Six Individuals Indicted and Arrested for Pandemic Unemployment Assistance (PUA) Fraud and the Misuse of Social Security Numbers
SAN JUAN, P.R. - The United States Attorney for the District of Puerto Rico, W. Stephen Muldrow, and the Elder Justice Task Force (EJTF) announced today the launch of an elder fraud education and prevention campaign during the COVID-19 pandemic.
The public service campaign aims to raise awareness about the different types of fraud associated with the pandemic that have been prevalent during these past months; advise senior citizens and their caretakers on how to prevent becoming victims of these scams; and inform the different ways to report cases of fraud. The campaign encourages the public to provide information to the federal and state authorities in a confidential manner.
“This educational campaign seeks to provide the elderly and the general public with the tools to prevent criminals from taking advantage of the crisis we are living through. As I have stated in previous occasions, the well-being of our elderly citizens during this pandemic is one of our main priorities. I commend the efforts of the Elder Justice Task Force and those who have joined our mission during this emergency,” said U.S. Attorney Muldrow.
The Acting Secretary of the Puerto Rico Department of Justice, Inés del C. Carrau Martínez, urged Medicare and Medicaid beneficiaries to protect themselves, be cautious, and disregard any unsolicited calls or visits that offer COVID-19 testing, vaccinations, or medical equipment, if they suspect anything is amiss. “We are dealing with a serious and complex health issue. We have to take care of our elderly so they don’t become a target for scams through false advertisement or offers,” stated Secretary Carrau.
“We have been very diligent in providing guidance to the population we serve and at senior centers so that they do not become victims of fraud. Today we are doubling our efforts with this excellent task force in order to raise awareness about these illegal practices,” said the Secretary of the Puerto Rico Department of Family Affairs, Orlando López Belmonte.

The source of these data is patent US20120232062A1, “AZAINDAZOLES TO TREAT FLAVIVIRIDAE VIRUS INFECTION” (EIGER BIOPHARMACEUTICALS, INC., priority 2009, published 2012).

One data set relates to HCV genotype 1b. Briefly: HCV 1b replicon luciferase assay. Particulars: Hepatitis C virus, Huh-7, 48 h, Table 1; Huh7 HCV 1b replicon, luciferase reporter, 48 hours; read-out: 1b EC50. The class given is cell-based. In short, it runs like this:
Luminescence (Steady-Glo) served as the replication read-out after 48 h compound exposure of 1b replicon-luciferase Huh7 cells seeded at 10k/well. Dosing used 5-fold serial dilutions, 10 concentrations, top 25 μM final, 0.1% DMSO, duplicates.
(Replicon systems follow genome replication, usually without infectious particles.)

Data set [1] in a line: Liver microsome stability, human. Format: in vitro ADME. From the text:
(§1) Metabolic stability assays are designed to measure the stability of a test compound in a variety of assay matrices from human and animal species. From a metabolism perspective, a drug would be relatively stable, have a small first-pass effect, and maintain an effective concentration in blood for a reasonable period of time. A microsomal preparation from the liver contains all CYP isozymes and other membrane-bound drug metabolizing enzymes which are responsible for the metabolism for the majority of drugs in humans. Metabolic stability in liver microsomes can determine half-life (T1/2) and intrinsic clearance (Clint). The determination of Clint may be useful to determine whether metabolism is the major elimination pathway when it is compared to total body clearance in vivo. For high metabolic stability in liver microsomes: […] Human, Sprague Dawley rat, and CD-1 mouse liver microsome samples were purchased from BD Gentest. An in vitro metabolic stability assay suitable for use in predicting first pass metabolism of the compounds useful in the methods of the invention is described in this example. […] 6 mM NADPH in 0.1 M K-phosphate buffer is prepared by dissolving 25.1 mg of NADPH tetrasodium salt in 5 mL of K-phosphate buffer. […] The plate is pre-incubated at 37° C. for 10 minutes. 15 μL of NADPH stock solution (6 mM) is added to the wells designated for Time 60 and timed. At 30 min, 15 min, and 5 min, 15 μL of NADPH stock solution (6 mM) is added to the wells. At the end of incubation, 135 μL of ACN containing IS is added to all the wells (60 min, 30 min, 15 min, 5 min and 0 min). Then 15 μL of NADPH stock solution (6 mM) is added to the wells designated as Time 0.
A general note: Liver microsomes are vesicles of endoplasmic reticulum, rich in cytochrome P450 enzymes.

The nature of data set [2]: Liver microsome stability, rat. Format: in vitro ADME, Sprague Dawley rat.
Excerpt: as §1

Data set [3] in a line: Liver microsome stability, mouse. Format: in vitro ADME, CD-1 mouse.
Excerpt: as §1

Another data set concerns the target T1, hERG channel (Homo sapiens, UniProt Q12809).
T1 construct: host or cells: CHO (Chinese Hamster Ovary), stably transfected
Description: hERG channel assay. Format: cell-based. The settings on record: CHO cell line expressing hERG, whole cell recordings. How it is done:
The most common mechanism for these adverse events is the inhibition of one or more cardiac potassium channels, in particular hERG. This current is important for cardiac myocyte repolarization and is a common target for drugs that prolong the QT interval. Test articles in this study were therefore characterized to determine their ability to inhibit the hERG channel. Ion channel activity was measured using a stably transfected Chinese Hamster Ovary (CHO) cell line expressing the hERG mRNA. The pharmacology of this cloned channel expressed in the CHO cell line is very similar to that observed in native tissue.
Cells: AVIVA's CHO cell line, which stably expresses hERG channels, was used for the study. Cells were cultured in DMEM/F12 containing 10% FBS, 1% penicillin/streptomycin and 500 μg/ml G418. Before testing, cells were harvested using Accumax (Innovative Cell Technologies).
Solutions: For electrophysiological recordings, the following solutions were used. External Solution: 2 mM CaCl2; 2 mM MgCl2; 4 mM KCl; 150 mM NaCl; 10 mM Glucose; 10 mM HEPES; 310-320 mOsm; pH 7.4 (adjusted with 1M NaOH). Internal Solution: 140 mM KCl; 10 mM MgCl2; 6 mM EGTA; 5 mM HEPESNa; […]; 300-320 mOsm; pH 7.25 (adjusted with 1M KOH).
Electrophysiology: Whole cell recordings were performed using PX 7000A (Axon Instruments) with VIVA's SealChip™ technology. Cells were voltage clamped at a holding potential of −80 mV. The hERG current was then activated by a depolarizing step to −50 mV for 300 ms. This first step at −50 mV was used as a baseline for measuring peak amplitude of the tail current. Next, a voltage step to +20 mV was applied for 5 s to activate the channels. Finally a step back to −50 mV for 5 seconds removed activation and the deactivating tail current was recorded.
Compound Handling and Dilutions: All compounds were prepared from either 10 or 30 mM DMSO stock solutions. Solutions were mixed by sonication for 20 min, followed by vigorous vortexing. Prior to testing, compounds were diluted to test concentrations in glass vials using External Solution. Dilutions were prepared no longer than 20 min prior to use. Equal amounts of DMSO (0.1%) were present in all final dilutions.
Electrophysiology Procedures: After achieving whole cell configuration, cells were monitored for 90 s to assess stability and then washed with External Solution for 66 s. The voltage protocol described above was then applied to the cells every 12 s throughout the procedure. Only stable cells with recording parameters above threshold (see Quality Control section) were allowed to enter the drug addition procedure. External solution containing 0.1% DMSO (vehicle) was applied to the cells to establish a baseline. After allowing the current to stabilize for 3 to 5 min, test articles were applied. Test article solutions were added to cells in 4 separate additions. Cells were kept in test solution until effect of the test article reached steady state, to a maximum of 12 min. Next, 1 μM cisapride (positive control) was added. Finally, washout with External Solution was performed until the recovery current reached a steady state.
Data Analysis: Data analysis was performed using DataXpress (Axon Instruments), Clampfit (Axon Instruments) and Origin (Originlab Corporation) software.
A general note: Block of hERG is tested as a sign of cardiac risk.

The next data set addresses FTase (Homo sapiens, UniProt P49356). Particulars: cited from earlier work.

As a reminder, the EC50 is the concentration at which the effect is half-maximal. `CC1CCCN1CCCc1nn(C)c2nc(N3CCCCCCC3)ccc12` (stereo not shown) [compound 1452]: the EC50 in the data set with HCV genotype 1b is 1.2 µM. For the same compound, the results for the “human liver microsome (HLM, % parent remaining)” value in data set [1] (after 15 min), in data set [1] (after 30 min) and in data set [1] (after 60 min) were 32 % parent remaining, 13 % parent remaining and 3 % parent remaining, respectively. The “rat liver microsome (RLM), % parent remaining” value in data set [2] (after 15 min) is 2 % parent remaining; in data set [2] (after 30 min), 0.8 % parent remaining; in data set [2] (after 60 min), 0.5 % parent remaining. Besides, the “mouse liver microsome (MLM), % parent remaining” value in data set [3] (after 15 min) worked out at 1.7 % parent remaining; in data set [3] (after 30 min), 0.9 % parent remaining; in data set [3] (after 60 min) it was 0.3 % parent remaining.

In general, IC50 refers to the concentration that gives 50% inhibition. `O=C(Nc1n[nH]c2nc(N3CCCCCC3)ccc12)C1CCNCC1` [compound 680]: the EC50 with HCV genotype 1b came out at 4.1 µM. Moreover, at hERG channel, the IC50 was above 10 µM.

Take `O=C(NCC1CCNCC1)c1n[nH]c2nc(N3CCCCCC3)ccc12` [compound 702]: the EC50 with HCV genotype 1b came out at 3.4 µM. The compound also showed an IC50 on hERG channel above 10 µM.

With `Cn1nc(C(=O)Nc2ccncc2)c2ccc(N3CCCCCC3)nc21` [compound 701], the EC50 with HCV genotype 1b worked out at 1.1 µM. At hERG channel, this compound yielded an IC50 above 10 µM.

“As part of this initiative, we call on the family caretakers who support the elderly to be alert, because they are a key part in detecting, avoiding, and reporting these new scams associated with COVID-19 that threaten their own and their loved ones’ financial safety,” warned José R. Acarón, local director of AARP PR.
“This educational campaign is part of a preventive approach geared towards protecting the rights of the elderly population in Puerto Rico, and fighting crimes that target them. There is a pressing need for education, particularly during the pandemic,” informed Dr. Carmen Delia Sánchez Salgado, Ombudsman for the Elderly.
Other entities that have joined forces in this campaign are the Postal Inspector Service; the U.S. Department of Health and Human Services, Office of the Inspector General; the Federal Trade Commission (FTC); and the Federal Bureau of Investigation (FBI).
This campaign stems from the Elder Justice Initiative. The EJTF’s mission is to support and coordinate the U.S. Department of Justice’s compliance efforts to combat abuse, neglect, financial fraud, and scams that target our nation’s seniors. The EJTF in Puerto Rico is coordinated by Assistant U.S. Attorney Jacqueline Novas. To report a suspected fraud, please call the following numbers: National Elder Fraud Hotline 1-833-372-8311; National Center for Disaster Fraud 1-866-720-5721; the FBI Internet Crime Complaint Center 1-800-225-5324; the FTC 1-877-FTC-HELP (382-4357); and/or the HHS - 800-HHS-TIPS (800-447-8477); or submit a report at the Federal Department of Justice’s website www.Justice.gov/DisasterComplaintForm or through the FTC’s website ReporteFraude.ftc.gov.
Learn more about these scams and how to protect yourself by visiting the fbi.gov/coronavirus and the FTC at ftc.gov/es/coronavirus
Since President Trump signed the bipartisan Elder Abuse Prevention and Prosecution Act (EAPPA) into law, the Department of Justice has participated in hundreds of enforcement actions in criminal and civil cases that targeted or disproportionately affected seniors. The Department has likewise conducted hundreds of trainings and outreach sessions across the country since the passage of the Act.
More information about the Department’s efforts to help American seniors is available at its Elder Justice Initiative webpage (https://www.justice.gov/elderjustice). Elder fraud complaints may be filed with the FTC at https://reportfraud.ftc.gov/ or at 877-FTC-HELP. The Department of Justice provides a variety of resources relating to elder fraud victimization through its Office for Victims of Crime, which can be reached at https://www.ovc.gov.